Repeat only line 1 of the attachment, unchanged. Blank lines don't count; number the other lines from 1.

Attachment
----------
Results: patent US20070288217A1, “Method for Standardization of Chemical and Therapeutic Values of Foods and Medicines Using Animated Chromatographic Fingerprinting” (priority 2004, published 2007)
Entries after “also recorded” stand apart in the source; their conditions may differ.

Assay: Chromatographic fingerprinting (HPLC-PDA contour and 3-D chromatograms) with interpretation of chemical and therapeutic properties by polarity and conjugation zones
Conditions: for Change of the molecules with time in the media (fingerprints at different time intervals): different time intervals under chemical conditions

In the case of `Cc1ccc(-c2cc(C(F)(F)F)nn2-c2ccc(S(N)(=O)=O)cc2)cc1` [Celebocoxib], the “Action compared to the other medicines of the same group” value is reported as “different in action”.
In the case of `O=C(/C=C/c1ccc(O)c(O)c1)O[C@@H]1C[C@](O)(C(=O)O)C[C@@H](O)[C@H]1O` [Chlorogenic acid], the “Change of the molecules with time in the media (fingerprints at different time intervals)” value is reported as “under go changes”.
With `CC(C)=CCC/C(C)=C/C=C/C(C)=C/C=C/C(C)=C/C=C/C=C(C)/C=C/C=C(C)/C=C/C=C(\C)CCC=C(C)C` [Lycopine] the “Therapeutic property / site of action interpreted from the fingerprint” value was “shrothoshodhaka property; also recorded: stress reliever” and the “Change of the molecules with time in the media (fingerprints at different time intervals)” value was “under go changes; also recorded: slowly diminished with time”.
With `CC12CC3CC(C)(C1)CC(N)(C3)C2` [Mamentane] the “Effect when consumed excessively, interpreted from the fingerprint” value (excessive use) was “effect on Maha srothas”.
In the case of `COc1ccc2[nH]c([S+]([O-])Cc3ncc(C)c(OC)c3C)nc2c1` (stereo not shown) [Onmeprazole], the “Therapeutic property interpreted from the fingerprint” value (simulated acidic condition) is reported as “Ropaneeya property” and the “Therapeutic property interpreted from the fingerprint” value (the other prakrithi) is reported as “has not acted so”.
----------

Results: patent US20070288217A1, “Method for Standardization of Chemical and Therapeutic Values of Foods and Medicines Using Animated Chromatographic Fingerprinting” (priority 2004, published 2007)